Lunch Nap News
Maya Man, Melanie Hoff, Low Tech Magazine and Wayside flowers
Did you know I always send this newsletter on Sunday at 7 AM local time? It's an arbitrary choice. I sometimes wonder if I decided on Sunday because I am the son of a pastor — or if Sunday is just the best day to celebrate the quiet, odd, and poetic web. After all, it is a day when most rest and use the internet for other things than the efficiency, growth, and production associated with work.
However, like last Sunday, I didn't manage to send the newsletter at 7 AM this week. I intended to write yesterday evening but lacked words and motivation. So I'm writing these words while Uno is enjoying a lunch nap. I apologize to anyone who has set their alarm to read Naive Weekly.
Occasionally is a page for you.
Room 1 is a virtual postcard.
Chao Bing is a poetic personal memory game.
A note, question, reminder of subverting the binary distinction between programmer and user. As the title suggests, anyone using a computer is always already programming.
The distinction between programmer and user is reinforced and maintained by a tech industry that benefits from a population rendered computationally passive. If we accept and adopt the role of less agency, we then make it harder for ourselves to come into more agency. — Melanie Hoff
I hesitate to support nostalgia for a pre-social media internet. In 1999, there were 150 million internet users, and half were from the United States. While online representation is still lacking behind today, I keep in touch with my grandmother on Instagram and admire the work of Filipino internet people on Discord. Social media is not perfect, but to paraphrase this article about native and invasive plants, “the rise of the harming social media discourse is at the very least ironic.”
In my research as both a plant biologist and a scholar of gender and sexuality studies, I have found a striking convergence in our vocabularies across plant, animal, and human worlds. Our botanical authorities habitually describe invasive plants as hyper-fertile and prone to aggressive, uncontrollable expansion, echoing the stereotype of the hyper-fertile third world immigrant. — Banu Subramaniam
A low-tech cinema (read: comic strip) about the solar-powered online magazine that reimagines our relationship with nature and understanding of technology. The comic strip is both an introduction to Low-Tech Magazine and a map of its archive.
When there is enough sun I can switch on my little train. Cargo transportation could function by the same principle. Like in the time of the windmills: grain was only milled when the wind blew. — Guillaume Lion and Kris De Decker
Meet Maya Man
Maya is always performing on the internet. She would argue that you are too, whether you admit it or not. There is nothing wrong with that. In fact, it is liberating.
Instagram posted about Maya on Instagram.
The post features a series of computer selfies photographed by Glance Back, Maya’s Chrome extension. Once a day, at random, it takes a photo of you interacting with the computer. (I’ve used it since before Uno was born)
Maya’s work circles around how we present ourselves on the Internet using images and text. In an interview, she explains her motivation: “No one just posts for themselves. You’re always posting for an audience. And I think it’s important to be open about the fact that that’s not bad. That’s just what we’re doing, all the time, in any social situation. It doesn’t mean you’re being fake, in a negative way. It means that you’re constructing the persona that the context calls for.”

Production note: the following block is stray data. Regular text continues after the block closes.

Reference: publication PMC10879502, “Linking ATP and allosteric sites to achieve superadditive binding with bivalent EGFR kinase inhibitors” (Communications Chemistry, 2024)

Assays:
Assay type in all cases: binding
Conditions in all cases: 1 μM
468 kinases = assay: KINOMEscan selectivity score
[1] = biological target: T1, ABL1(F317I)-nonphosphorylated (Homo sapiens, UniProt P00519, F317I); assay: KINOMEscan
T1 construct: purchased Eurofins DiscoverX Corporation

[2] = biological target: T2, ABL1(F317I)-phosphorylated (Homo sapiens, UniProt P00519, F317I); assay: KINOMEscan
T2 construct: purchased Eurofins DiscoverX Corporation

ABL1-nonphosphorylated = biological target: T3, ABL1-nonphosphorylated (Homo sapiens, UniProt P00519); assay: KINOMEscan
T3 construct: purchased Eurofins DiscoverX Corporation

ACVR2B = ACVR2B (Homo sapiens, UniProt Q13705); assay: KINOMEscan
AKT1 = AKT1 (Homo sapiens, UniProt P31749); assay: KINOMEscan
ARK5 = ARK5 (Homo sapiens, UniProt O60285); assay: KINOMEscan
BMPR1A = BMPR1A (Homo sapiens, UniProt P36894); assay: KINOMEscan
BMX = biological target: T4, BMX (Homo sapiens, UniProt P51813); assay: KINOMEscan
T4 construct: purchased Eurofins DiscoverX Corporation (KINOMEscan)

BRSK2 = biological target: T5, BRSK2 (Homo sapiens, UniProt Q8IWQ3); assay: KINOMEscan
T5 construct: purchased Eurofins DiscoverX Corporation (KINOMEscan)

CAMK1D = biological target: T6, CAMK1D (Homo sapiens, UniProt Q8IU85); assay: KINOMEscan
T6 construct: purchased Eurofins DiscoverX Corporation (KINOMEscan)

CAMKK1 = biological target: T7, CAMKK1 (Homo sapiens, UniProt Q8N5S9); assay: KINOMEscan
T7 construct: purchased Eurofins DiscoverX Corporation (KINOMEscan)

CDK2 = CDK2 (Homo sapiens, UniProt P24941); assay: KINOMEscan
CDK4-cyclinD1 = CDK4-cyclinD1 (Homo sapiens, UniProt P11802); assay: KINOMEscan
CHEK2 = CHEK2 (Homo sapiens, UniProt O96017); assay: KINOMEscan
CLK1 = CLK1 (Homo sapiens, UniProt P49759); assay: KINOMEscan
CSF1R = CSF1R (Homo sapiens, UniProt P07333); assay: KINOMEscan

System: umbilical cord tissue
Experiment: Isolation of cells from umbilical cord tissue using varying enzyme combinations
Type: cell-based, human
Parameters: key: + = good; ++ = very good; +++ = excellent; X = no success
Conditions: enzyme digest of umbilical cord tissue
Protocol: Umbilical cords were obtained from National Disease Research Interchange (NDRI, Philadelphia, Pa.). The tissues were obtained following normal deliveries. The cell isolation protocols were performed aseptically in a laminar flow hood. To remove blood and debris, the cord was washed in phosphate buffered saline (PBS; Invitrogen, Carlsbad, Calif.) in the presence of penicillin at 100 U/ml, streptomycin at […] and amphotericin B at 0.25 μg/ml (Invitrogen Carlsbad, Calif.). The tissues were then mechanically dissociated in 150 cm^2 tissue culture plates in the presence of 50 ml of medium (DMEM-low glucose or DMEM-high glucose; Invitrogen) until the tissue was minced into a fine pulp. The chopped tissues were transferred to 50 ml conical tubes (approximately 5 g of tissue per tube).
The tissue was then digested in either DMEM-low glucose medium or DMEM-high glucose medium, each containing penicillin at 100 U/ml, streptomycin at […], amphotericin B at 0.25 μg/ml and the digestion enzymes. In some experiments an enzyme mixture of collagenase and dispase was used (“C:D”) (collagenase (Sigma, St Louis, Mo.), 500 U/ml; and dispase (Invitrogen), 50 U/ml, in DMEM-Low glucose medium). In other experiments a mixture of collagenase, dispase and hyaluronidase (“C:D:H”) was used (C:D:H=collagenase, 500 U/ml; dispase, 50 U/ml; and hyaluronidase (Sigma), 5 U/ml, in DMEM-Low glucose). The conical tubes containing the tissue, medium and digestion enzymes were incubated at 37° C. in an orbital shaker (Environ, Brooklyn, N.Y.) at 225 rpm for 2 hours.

Especially female identities are ongoing subjects in Maya’s work. They are often ridiculed online. Some would even dare to say that the “feminine activities/aesthetics are used as a punching bag for men to take out their hate and annoyance out on.”
In Trust Exercise, Maya uses Vogue’s Beauty Secrets videos on YouTube to explore the practice of online beauty videos. As she reads through the comments, she discovers they are abundant with kindness.
The comment section on beauty videos is a mainstream space that is easy to ignore for anything except our cynicism. But what Maya shows is to withhold the judgment of ourselves and others and to liberate yourselves from the purity of realness by faking it till you make it.
It would be a mistake to discard Maya’s work because it is pink instead of blue, selfies instead of World Press Photos, mass media instead of academic journals and playful instead of urgent. Her work is a performance. It leverages her training in computer science and contemporary dance and has a meditative quality that comes to play in her browser-based work like Read it and Weep. It is an artwork that never ends but keeps being assembled and reconstructed from diary entries and internet trash, just like our online identities.
Maya’s work is often generative: she designs a system by defining and tweaking different parameters, but the algorithm spawns the individual artworks. In many areas of contemporary society, the design of systems, blueprints, strategies and master plans are reserved for masculine identities. So I find it poetic how Maya designs the master plan and lets the computer produce five hundred ugly bitches.
It is the second time I have the honor to invite Maya on the stage. Last year she did a stellar performance at The Conference. So you are in for a treat on August 11.
In August, when the sunflowers bloom, we gather people who expand what the web is and can be at Naive Yearly. It takes place in Copenhagen at the National Film School of Denmark.